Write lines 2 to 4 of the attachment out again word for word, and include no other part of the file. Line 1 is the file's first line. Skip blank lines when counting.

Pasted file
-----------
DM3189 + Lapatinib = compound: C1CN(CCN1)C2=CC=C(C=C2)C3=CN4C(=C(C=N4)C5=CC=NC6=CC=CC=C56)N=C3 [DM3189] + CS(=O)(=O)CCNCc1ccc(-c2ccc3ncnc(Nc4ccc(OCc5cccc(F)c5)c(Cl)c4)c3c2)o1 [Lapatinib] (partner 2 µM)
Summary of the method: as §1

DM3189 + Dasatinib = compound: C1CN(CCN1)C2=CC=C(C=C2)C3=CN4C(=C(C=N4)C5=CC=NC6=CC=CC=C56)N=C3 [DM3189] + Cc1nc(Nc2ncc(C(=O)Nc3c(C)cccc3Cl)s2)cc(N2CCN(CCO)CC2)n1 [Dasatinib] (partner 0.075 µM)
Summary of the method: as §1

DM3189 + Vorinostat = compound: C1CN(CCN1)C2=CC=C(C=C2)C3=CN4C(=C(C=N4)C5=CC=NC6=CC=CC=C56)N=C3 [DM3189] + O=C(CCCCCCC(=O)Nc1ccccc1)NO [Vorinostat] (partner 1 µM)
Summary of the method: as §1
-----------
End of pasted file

Summary of the method: as §1

DM3189 + Dasatinib = compound: C1CN(CCN1)C2=CC=C(C=C2)C3=CN4C(=C(C=N4)C5=CC=NC6=CC=CC=C56)N=C3 [DM3189] + Cc1nc(Nc2ncc(C(=O)Nc3c(C)cccc3Cl)s2)cc(N2CCN(CCO)CC2)n1 [Dasatinib] (partner 0.075 µM)
Summary of the method: as §1